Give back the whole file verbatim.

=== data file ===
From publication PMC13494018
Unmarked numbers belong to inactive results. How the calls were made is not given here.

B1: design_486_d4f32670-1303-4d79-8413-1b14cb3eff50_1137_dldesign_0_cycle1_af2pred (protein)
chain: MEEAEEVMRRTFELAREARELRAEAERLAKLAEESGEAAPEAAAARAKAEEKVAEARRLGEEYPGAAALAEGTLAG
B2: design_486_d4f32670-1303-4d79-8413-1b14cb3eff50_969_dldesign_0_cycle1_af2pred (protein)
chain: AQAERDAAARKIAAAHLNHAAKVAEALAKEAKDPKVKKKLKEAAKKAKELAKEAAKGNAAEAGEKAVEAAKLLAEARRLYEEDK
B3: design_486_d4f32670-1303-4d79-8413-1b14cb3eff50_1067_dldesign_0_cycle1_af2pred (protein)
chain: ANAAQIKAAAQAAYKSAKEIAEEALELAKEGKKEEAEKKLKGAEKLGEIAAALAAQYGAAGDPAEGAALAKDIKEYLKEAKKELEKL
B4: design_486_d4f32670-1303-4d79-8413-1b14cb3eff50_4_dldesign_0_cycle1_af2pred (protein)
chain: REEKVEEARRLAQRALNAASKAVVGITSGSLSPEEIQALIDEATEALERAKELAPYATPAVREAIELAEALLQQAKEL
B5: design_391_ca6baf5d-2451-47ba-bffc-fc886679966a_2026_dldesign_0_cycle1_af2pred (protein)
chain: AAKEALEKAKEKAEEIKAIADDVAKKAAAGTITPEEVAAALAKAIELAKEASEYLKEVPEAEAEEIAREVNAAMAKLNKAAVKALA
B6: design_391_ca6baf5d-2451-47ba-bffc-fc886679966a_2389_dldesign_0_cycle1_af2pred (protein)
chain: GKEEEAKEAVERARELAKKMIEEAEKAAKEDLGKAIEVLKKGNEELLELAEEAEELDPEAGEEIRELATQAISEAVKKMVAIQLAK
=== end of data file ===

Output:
From publication PMC13494018
Unmarked numbers belong to inactive results. How the calls were made is not given here.

B1: design_486_d4f32670-1303-4d79-8413-1b14cb3eff50_1137_dldesign_0_cycle1_af2pred (protein)
chain: MEEAEEVMRRTFELAREARELRAEAERLAKLAEESGEAAPEAAAARAKAEEKVAEARRLGEEYPGAAALAEGTLAG
B2: design_486_d4f32670-1303-4d79-8413-1b14cb3eff50_969_dldesign_0_cycle1_af2pred (protein)
chain: AQAERDAAARKIAAAHLNHAAKVAEALAKEAKDPKVKKKLKEAAKKAKELAKEAAKGNAAEAGEKAVEAAKLLAEARRLYEEDK
B3: design_486_d4f32670-1303-4d79-8413-1b14cb3eff50_1067_dldesign_0_cycle1_af2pred (protein)
chain: ANAAQIKAAAQAAYKSAKEIAEEALELAKEGKKEEAEKKLKGAEKLGEIAAALAAQYGAAGDPAEGAALAKDIKEYLKEAKKELEKL
B4: design_486_d4f32670-1303-4d79-8413-1b14cb3eff50_4_dldesign_0_cycle1_af2pred (protein)
chain: REEKVEEARRLAQRALNAASKAVVGITSGSLSPEEIQALIDEATEALERAKELAPYATPAVREAIELAEALLQQAKEL
B5: design_391_ca6baf5d-2451-47ba-bffc-fc886679966a_2026_dldesign_0_cycle1_af2pred (protein)
chain: AAKEALEKAKEKAEEIKAIADDVAKKAAAGTITPEEVAAALAKAIELAKEASEYLKEVPEAEAEEIAREVNAAMAKLNKAAVKALA
B6: design_391_ca6baf5d-2451-47ba-bffc-fc886679966a_2389_dldesign_0_cycle1_af2pred (protein)
chain: GKEEEAKEAVERARELAKKMIEEAEKAAKEDLGKAIEVLKKGNEELLELAEEAEELDPEAGEEIRELATQAISEAVKKMVAIQLAK